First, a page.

Anxiety can be difficult to calm, whether you are the one suffering, or a loved one is suffering. It is hard to watch someone struggle with anxiety, and it is even harder to struggle through it yourself.
The overwhelming fears and concerns that anxiety brings on can be distressing, so knowing what to do when it comes to helping someone with anxiety is an important part of being part of someone’s support system.
Consider this a helpful guide to six of the best things you can do to support somebody dealing with anxiety.
1. Learn About Anxiety
Learning about anxiety is one of the most important aspects of helping someone who is struggling. Learning more about anxiety disorders can allow you to better understand the way they work and how they manifest, which can in turn help you help those around you.
Anxiety is complex and can be hard to diagnose, which is why it has been broken down into several categories. The most common of these include:
- Generalized anxiety disorder (GAD): GAD is characterized by symptoms that occur most of the time for at least six months, and people who have GAD generally worry about everyday things and activities such as work and school.
- Social anxiety disorder: Social anxiety disorder is also sometimes referred to as social phobia, and it is characterized by intense fears of being judged, rejected, or thought of in a negative way.
- Panic disorder: Panic disorder is characterized by repeated, unexpected panic attacks. A panic attack can be understood as a period of intense fear, anxiety, and discomfort.
Understanding that someone with anxiety likely has one of these disorders or a combination of them, can make it easier for you to spot signs and symptoms associated with those disorders.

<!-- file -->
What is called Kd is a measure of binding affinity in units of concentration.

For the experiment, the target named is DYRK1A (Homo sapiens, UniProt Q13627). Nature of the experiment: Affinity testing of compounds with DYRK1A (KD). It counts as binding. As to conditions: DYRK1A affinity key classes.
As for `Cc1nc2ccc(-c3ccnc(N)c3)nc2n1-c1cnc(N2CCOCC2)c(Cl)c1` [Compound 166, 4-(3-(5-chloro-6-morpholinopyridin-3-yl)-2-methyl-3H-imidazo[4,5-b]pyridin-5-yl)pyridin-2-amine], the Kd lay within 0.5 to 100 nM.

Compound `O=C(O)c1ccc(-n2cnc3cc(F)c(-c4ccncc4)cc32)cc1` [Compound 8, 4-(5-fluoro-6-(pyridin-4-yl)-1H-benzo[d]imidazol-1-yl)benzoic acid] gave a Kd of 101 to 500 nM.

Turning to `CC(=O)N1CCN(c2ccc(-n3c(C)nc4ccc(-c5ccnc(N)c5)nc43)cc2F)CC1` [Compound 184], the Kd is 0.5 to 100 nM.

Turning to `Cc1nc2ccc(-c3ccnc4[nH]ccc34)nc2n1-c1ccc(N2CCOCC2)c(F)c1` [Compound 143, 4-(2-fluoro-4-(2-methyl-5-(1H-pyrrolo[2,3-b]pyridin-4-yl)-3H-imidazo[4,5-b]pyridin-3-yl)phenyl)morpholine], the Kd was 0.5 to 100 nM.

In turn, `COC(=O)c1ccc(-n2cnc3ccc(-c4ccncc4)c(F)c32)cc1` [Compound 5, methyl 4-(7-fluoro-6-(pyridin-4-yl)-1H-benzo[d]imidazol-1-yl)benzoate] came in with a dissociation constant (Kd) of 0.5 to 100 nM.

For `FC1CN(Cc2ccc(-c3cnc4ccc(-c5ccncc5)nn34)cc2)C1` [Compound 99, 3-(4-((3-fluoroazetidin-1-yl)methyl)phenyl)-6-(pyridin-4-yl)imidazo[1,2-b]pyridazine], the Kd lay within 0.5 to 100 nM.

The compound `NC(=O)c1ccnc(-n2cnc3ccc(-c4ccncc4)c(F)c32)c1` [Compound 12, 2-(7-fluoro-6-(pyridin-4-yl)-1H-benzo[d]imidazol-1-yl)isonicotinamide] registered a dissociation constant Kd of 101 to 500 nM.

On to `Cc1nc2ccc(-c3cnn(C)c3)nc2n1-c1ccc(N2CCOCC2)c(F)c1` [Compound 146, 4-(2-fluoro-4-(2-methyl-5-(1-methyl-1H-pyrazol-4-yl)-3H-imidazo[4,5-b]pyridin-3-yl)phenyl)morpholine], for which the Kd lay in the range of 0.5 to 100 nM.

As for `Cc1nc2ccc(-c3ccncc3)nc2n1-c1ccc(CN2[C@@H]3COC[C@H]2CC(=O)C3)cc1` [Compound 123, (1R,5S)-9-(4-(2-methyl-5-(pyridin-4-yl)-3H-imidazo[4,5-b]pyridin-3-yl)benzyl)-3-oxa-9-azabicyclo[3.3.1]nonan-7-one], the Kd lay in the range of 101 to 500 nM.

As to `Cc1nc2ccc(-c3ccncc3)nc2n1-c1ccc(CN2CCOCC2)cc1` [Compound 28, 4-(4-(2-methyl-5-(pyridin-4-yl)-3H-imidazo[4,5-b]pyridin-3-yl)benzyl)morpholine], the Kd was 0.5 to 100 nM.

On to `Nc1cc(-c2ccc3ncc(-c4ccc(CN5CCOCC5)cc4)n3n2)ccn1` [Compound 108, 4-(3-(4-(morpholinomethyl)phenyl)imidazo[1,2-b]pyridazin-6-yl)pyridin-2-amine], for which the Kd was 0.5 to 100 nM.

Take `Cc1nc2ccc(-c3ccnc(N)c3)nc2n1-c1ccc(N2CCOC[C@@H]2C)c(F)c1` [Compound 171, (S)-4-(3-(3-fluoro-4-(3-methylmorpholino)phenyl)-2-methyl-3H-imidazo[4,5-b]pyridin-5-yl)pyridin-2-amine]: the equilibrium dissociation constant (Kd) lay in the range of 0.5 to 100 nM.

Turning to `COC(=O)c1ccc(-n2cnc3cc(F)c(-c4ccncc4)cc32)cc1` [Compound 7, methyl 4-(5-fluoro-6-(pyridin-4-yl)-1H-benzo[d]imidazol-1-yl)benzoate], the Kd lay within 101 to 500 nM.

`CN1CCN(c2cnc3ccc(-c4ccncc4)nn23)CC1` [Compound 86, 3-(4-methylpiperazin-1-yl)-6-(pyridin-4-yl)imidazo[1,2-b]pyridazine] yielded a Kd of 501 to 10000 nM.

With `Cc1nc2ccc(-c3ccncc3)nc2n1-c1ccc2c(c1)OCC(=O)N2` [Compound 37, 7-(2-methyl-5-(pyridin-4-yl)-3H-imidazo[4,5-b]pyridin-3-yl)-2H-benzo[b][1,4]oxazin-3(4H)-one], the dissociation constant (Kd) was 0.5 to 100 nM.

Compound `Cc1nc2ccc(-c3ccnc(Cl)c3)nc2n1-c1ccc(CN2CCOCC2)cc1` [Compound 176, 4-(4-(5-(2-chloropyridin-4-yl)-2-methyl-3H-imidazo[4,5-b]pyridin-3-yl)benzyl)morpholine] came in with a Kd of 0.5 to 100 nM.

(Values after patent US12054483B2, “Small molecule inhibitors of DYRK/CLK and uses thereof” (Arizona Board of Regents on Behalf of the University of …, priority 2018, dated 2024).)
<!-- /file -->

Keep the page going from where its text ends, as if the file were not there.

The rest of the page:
Additionally, if the person is brave enough to share with you which disorder they struggle with or suspect that they are struggling with, you can then do some more research about that specific disorder for more tailored information.
2. Know How To Spot the Signs of an Anxiety Attack
Understanding the signs and symptoms of anxiety disorders can help you recognize when someone around you is in need of support, even if they do not ask for help.
Common symptoms include:
- Rapid heart rate
- Shortness of breath
- Difficulty controlling feelings of fear and worry
- Trouble falling asleep or staying asleep
These are just some of the many ways that anxiety can manifest, but being on the lookout for these signs can help you stay aware.
Some symptoms of anxiety are physical symptoms, making it easier for you to notice them. Others, though, are behaviors or thought patterns.
If you do not know the person very well, these may be slightly more difficult to pick up on, but listening carefully when they speak and paying attention to what they are saying may help you identify the signs.
3. Listen To Them
Reaching out to someone who is struggling and just listening to what they have to say can be a huge help. Generally, a great way to approach this is by letting the person know that they are welcome to come to you for support whenever they need to and that you are happy to be there for them.
The same way that most of us just want someone who will listen and allow us to vent, people with anxiety sometimes need the same. For some people, just venting those anxious thoughts and getting them out of their mind can lessen the worry.
4. Offer Support Without Being Controlling